African-American-Business-WomanWhat I find most objectionable in Matt Chandler’s comments about the Ferguson, Missouri conflagration (literally) is his remarkably unverified and unverifiable statement that “white people, in most cases, have easier paths than most black people,” and, in particular the utter omission, if he is going that route, of addressing secular privilege, female privilege, Asian privilege, homosexual privilege, Roman Catholic privilege, black privilege, Episcopal privilege, college-educated privilege, manual-dexterity privilege, environmentalist privilege, and on and on. There is no white privilege on the campus of some West Coast universities where Asians are clearly superior to whites in intellectual performance — and everyone rightly privileges them on this point. Everybody is privileged in some situations and not in others. It is Matt’s intellectual and social over-simplicity that’s especially offensive. I mean right behind his commitment to political correctness.

 

White privilege is not a sort of lifelong social construct. Different kinds of people during different times of their lives with different characteristics and in different social and cultural situations are privileged. When a black businessman walks into a Four Seasons wearing a Hickey Freeman suit, he is privileged. When a white construction worker walks into the same establishment wearing blue jeans and a dirty T-shirt, he is not. There is no such thing as white privilege or black privilege or male or female or Asian or old or young or rich or poor privilege as an overarching life category.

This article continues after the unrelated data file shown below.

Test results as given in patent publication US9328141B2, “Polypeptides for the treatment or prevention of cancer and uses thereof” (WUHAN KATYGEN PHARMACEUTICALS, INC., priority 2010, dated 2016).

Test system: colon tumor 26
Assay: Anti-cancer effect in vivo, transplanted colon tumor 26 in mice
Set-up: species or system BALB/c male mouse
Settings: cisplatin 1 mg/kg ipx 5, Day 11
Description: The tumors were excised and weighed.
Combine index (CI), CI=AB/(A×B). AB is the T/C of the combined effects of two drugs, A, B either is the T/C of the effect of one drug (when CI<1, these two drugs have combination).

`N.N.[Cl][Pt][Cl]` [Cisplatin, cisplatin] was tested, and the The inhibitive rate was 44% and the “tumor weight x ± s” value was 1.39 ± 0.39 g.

Further, I would be less inclined to believe Matt is capitulating to political correctness were he to boldly challenge the reigning radical racial paradigm. Had he said, for example, “There are some whites who are privileged in this country, and there are some blacks who are privileged in this country, and we need to understand what ‘privilege’ all about,” I’d have a greater respect for him. I’d really enjoy hearing him expostulate on the black privilege of socially unjust racial hiring and admissions policies that harm Asians and Hispanics.

 

There are huge, unverified biases behind the common notion of “white privilege.” I wish Matt had mentioned some of them.